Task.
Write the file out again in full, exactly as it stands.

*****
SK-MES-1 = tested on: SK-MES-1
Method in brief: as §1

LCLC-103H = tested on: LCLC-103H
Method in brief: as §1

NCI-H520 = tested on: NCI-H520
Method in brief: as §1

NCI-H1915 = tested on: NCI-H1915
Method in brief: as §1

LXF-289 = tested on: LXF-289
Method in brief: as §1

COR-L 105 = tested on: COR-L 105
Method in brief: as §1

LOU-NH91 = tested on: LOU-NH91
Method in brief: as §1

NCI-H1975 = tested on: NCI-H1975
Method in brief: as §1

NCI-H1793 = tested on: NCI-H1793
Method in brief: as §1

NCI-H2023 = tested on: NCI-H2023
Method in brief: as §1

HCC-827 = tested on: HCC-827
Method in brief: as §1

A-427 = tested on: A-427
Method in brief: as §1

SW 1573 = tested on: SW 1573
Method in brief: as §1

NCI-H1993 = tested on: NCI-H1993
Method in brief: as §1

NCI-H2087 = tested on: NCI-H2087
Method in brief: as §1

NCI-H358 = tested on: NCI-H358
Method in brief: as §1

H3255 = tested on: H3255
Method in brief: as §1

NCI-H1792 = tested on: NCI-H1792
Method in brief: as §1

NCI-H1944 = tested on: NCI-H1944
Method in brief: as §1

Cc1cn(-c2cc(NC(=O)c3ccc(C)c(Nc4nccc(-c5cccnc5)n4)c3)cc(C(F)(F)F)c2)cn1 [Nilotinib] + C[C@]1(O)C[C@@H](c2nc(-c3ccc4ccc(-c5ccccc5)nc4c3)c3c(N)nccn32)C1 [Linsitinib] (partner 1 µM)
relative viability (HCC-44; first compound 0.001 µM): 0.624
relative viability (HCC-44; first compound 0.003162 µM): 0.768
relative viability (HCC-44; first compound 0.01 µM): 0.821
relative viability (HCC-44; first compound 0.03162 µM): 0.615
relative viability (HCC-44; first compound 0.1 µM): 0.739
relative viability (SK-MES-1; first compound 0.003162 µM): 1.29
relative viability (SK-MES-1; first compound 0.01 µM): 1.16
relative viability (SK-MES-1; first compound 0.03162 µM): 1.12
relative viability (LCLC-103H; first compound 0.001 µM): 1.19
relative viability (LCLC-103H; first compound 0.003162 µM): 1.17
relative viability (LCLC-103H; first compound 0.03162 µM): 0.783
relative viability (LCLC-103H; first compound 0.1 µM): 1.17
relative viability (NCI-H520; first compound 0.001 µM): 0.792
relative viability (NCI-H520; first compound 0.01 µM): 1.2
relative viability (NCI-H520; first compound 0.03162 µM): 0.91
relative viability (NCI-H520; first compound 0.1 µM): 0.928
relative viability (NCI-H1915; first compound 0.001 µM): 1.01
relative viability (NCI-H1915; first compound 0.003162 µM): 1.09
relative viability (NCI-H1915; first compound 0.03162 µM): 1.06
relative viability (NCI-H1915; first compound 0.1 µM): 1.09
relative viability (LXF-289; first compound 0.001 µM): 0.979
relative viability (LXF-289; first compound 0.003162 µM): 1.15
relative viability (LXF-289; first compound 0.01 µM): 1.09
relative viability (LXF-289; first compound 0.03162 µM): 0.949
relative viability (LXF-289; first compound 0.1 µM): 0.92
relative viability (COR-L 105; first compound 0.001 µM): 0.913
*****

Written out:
SK-MES-1 = tested on: SK-MES-1
Method in brief: as §1

LCLC-103H = tested on: LCLC-103H
Method in brief: as §1

NCI-H520 = tested on: NCI-H520
Method in brief: as §1

NCI-H1915 = tested on: NCI-H1915
Method in brief: as §1

LXF-289 = tested on: LXF-289
Method in brief: as §1

COR-L 105 = tested on: COR-L 105
Method in brief: as §1

LOU-NH91 = tested on: LOU-NH91
Method in brief: as §1

NCI-H1975 = tested on: NCI-H1975
Method in brief: as §1

NCI-H1793 = tested on: NCI-H1793
Method in brief: as §1

NCI-H2023 = tested on: NCI-H2023
Method in brief: as §1

HCC-827 = tested on: HCC-827
Method in brief: as §1

A-427 = tested on: A-427
Method in brief: as §1

SW 1573 = tested on: SW 1573
Method in brief: as §1

NCI-H1993 = tested on: NCI-H1993
Method in brief: as §1

NCI-H2087 = tested on: NCI-H2087
Method in brief: as §1

NCI-H358 = tested on: NCI-H358
Method in brief: as §1

H3255 = tested on: H3255
Method in brief: as §1

NCI-H1792 = tested on: NCI-H1792
Method in brief: as §1

NCI-H1944 = tested on: NCI-H1944
Method in brief: as §1

Cc1cn(-c2cc(NC(=O)c3ccc(C)c(Nc4nccc(-c5cccnc5)n4)c3)cc(C(F)(F)F)c2)cn1 [Nilotinib] + C[C@]1(O)C[C@@H](c2nc(-c3ccc4ccc(-c5ccccc5)nc4c3)c3c(N)nccn32)C1 [Linsitinib] (partner 1 µM)
relative viability (HCC-44; first compound 0.001 µM): 0.624
relative viability (HCC-44; first compound 0.003162 µM): 0.768
relative viability (HCC-44; first compound 0.01 µM): 0.821
relative viability (HCC-44; first compound 0.03162 µM): 0.615
relative viability (HCC-44; first compound 0.1 µM): 0.739
relative viability (SK-MES-1; first compound 0.003162 µM): 1.29
relative viability (SK-MES-1; first compound 0.01 µM): 1.16
relative viability (SK-MES-1; first compound 0.03162 µM): 1.12
relative viability (LCLC-103H; first compound 0.001 µM): 1.19
relative viability (LCLC-103H; first compound 0.003162 µM): 1.17
relative viability (LCLC-103H; first compound 0.03162 µM): 0.783
relative viability (LCLC-103H; first compound 0.1 µM): 1.17
relative viability (NCI-H520; first compound 0.001 µM): 0.792
relative viability (NCI-H520; first compound 0.01 µM): 1.2
relative viability (NCI-H520; first compound 0.03162 µM): 0.91
relative viability (NCI-H520; first compound 0.1 µM): 0.928
relative viability (NCI-H1915; first compound 0.001 µM): 1.01
relative viability (NCI-H1915; first compound 0.003162 µM): 1.09
relative viability (NCI-H1915; first compound 0.03162 µM): 1.06
relative viability (NCI-H1915; first compound 0.1 µM): 1.09
relative viability (LXF-289; first compound 0.001 µM): 0.979
relative viability (LXF-289; first compound 0.003162 µM): 1.15
relative viability (LXF-289; first compound 0.01 µM): 1.09
relative viability (LXF-289; first compound 0.03162 µM): 0.949
relative viability (LXF-289; first compound 0.1 µM): 0.92
relative viability (COR-L 105; first compound 0.001 µM): 0.913